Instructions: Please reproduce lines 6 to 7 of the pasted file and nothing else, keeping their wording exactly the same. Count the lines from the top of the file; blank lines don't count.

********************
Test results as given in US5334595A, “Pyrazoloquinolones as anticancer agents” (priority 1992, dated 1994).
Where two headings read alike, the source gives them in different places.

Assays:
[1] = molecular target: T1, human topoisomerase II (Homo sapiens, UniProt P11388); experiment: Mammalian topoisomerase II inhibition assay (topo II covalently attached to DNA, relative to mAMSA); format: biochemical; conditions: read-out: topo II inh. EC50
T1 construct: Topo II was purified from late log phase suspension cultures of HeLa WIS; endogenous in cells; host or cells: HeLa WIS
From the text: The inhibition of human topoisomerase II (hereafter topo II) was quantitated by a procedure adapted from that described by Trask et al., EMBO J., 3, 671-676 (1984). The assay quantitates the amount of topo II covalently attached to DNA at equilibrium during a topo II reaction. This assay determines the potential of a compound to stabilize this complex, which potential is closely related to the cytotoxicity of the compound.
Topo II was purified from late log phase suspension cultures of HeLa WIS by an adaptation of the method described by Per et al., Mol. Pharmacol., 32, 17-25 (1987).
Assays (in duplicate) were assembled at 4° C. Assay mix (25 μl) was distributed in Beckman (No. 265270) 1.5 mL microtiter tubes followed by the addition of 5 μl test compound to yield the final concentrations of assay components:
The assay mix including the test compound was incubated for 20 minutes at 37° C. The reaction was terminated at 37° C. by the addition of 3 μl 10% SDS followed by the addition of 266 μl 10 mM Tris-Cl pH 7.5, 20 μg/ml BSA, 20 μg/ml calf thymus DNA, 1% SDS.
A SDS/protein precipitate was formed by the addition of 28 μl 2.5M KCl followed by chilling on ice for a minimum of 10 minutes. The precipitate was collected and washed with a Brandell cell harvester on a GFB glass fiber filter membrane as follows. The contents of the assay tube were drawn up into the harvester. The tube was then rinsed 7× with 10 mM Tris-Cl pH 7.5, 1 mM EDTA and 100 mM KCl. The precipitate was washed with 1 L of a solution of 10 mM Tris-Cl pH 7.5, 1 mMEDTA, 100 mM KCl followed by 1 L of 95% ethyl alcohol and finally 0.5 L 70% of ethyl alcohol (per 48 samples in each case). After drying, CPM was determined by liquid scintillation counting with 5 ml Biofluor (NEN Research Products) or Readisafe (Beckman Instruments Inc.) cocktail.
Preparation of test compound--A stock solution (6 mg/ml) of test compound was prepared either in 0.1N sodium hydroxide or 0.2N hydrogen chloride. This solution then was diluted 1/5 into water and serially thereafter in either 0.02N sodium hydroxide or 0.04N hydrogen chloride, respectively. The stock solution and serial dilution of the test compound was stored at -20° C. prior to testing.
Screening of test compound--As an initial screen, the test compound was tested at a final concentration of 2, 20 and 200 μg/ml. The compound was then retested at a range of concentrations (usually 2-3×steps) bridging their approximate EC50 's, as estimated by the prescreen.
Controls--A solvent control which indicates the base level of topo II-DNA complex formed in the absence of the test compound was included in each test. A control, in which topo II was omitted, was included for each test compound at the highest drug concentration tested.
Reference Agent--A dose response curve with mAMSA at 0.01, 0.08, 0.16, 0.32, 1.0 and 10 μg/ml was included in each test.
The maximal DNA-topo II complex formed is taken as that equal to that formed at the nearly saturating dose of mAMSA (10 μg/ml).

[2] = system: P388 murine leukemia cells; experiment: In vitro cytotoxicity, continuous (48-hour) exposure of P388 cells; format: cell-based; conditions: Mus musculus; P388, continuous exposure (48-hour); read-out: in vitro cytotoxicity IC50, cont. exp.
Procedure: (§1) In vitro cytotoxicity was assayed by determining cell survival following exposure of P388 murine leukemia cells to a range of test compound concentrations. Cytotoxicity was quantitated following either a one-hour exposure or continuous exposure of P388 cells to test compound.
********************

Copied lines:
From the text: The inhibition of human topoisomerase II (hereafter topo II) was quantitated by a procedure adapted from that described by Trask et al., EMBO J., 3, 671-676 (1984). The assay quantitates the amount of topo II covalently attached to DNA at equilibrium during a topo II reaction. This assay determines the potential of a compound to stabilize this complex, which potential is closely related to the cytotoxicity of the compound.
Topo II was purified from late log phase suspension cultures of HeLa WIS by an adaptation of the method described by Per et al., Mol. Pharmacol., 32, 17-25 (1987).